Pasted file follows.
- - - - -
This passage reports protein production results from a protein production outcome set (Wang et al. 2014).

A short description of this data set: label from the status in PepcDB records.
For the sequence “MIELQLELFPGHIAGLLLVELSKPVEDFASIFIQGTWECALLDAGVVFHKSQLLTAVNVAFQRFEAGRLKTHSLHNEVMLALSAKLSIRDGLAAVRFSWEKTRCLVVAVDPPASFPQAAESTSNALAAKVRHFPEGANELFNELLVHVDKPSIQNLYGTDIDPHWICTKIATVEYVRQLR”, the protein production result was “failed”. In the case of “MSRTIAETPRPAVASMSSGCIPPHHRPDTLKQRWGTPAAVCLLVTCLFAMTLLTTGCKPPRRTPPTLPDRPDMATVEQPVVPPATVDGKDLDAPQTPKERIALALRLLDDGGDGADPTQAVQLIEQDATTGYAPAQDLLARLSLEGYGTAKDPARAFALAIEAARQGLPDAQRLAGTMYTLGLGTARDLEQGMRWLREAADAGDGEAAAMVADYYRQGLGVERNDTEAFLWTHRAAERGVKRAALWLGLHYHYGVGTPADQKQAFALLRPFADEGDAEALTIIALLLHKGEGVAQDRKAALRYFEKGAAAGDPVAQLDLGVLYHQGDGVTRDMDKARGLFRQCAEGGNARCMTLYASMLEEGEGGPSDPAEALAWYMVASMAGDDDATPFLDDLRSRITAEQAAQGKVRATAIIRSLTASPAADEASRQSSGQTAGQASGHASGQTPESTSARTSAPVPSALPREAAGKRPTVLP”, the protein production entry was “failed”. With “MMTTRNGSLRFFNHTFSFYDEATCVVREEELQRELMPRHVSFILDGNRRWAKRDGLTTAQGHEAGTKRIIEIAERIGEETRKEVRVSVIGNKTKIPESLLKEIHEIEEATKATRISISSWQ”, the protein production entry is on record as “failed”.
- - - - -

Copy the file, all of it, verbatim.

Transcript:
This passage reports protein production results from a protein production outcome set (Wang et al. 2014).

A short description of this data set: label from the status in PepcDB records.
For the sequence “MIELQLELFPGHIAGLLLVELSKPVEDFASIFIQGTWECALLDAGVVFHKSQLLTAVNVAFQRFEAGRLKTHSLHNEVMLALSAKLSIRDGLAAVRFSWEKTRCLVVAVDPPASFPQAAESTSNALAAKVRHFPEGANELFNELLVHVDKPSIQNLYGTDIDPHWICTKIATVEYVRQLR”, the protein production result was “failed”. In the case of “MSRTIAETPRPAVASMSSGCIPPHHRPDTLKQRWGTPAAVCLLVTCLFAMTLLTTGCKPPRRTPPTLPDRPDMATVEQPVVPPATVDGKDLDAPQTPKERIALALRLLDDGGDGADPTQAVQLIEQDATTGYAPAQDLLARLSLEGYGTAKDPARAFALAIEAARQGLPDAQRLAGTMYTLGLGTARDLEQGMRWLREAADAGDGEAAAMVADYYRQGLGVERNDTEAFLWTHRAAERGVKRAALWLGLHYHYGVGTPADQKQAFALLRPFADEGDAEALTIIALLLHKGEGVAQDRKAALRYFEKGAAAGDPVAQLDLGVLYHQGDGVTRDMDKARGLFRQCAEGGNARCMTLYASMLEEGEGGPSDPAEALAWYMVASMAGDDDATPFLDDLRSRITAEQAAQGKVRATAIIRSLTASPAADEASRQSSGQTAGQASGHASGQTPESTSARTSAPVPSALPREAAGKRPTVLP”, the protein production entry was “failed”. With “MMTTRNGSLRFFNHTFSFYDEATCVVREEELQRELMPRHVSFILDGNRRWAKRDGLTTAQGHEAGTKRIIEIAERIGEETRKEVRVSVIGNKTKIPESLLKEIHEIEEATKATRISISSWQ”, the protein production entry is on record as “failed”.